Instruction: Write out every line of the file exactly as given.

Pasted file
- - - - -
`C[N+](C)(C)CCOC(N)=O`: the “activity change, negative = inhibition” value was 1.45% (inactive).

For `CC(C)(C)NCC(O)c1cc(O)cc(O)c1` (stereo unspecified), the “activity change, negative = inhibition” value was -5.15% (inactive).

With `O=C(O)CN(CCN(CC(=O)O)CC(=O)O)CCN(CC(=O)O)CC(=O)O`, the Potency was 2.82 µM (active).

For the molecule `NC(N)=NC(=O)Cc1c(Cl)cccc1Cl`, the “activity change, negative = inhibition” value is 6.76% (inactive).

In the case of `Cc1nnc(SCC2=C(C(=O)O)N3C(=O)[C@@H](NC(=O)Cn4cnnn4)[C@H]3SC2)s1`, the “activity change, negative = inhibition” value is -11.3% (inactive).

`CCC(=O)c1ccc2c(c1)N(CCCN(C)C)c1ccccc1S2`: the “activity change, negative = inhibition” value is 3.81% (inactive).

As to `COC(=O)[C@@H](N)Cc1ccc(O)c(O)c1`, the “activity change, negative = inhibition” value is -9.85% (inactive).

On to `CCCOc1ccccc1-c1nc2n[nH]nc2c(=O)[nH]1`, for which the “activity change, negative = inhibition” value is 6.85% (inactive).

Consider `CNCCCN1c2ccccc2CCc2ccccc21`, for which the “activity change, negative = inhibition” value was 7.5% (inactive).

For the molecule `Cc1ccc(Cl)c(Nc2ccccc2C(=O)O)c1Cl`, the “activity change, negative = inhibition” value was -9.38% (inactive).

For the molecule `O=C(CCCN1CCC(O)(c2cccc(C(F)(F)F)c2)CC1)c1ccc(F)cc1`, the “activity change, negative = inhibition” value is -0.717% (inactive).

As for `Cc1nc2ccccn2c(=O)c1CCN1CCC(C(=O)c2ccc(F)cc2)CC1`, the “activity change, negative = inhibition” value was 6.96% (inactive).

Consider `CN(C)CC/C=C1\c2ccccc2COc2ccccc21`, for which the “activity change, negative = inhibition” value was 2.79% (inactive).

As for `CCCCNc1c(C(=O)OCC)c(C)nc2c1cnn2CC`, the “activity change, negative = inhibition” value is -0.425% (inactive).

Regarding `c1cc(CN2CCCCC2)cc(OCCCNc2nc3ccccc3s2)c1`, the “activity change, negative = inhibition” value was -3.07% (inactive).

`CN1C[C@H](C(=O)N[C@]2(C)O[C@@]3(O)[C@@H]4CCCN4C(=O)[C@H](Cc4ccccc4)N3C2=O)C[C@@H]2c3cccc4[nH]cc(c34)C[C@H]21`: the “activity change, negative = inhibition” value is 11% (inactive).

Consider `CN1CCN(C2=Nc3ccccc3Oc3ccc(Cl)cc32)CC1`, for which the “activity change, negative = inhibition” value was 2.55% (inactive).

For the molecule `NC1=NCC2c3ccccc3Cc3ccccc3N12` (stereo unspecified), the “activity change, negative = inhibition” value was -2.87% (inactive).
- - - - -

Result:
`C[N+](C)(C)CCOC(N)=O`: the “activity change, negative = inhibition” value was 1.45% (inactive).

For `CC(C)(C)NCC(O)c1cc(O)cc(O)c1` (stereo unspecified), the “activity change, negative = inhibition” value was -5.15% (inactive).

With `O=C(O)CN(CCN(CC(=O)O)CC(=O)O)CCN(CC(=O)O)CC(=O)O`, the Potency was 2.82 µM (active).

For the molecule `NC(N)=NC(=O)Cc1c(Cl)cccc1Cl`, the “activity change, negative = inhibition” value is 6.76% (inactive).

In the case of `Cc1nnc(SCC2=C(C(=O)O)N3C(=O)[C@@H](NC(=O)Cn4cnnn4)[C@H]3SC2)s1`, the “activity change, negative = inhibition” value is -11.3% (inactive).

`CCC(=O)c1ccc2c(c1)N(CCCN(C)C)c1ccccc1S2`: the “activity change, negative = inhibition” value is 3.81% (inactive).

As to `COC(=O)[C@@H](N)Cc1ccc(O)c(O)c1`, the “activity change, negative = inhibition” value is -9.85% (inactive).

On to `CCCOc1ccccc1-c1nc2n[nH]nc2c(=O)[nH]1`, for which the “activity change, negative = inhibition” value is 6.85% (inactive).

Consider `CNCCCN1c2ccccc2CCc2ccccc21`, for which the “activity change, negative = inhibition” value was 7.5% (inactive).

For the molecule `Cc1ccc(Cl)c(Nc2ccccc2C(=O)O)c1Cl`, the “activity change, negative = inhibition” value was -9.38% (inactive).

For the molecule `O=C(CCCN1CCC(O)(c2cccc(C(F)(F)F)c2)CC1)c1ccc(F)cc1`, the “activity change, negative = inhibition” value is -0.717% (inactive).

As for `Cc1nc2ccccn2c(=O)c1CCN1CCC(C(=O)c2ccc(F)cc2)CC1`, the “activity change, negative = inhibition” value was 6.96% (inactive).

Consider `CN(C)CC/C=C1\c2ccccc2COc2ccccc21`, for which the “activity change, negative = inhibition” value was 2.79% (inactive).

As for `CCCCNc1c(C(=O)OCC)c(C)nc2c1cnn2CC`, the “activity change, negative = inhibition” value is -0.425% (inactive).

Regarding `c1cc(CN2CCCCC2)cc(OCCCNc2nc3ccccc3s2)c1`, the “activity change, negative = inhibition” value was -3.07% (inactive).

`CN1C[C@H](C(=O)N[C@]2(C)O[C@@]3(O)[C@@H]4CCCN4C(=O)[C@H](Cc4ccccc4)N3C2=O)C[C@@H]2c3cccc4[nH]cc(c34)C[C@H]21`: the “activity change, negative = inhibition” value is 11% (inactive).

Consider `CN1CCN(C2=Nc3ccccc3Oc3ccc(Cl)cc32)CC1`, for which the “activity change, negative = inhibition” value was 2.55% (inactive).

For the molecule `NC1=NCC2c3ccccc3Cc3ccccc3N12` (stereo unspecified), the “activity change, negative = inhibition” value was -2.87% (inactive).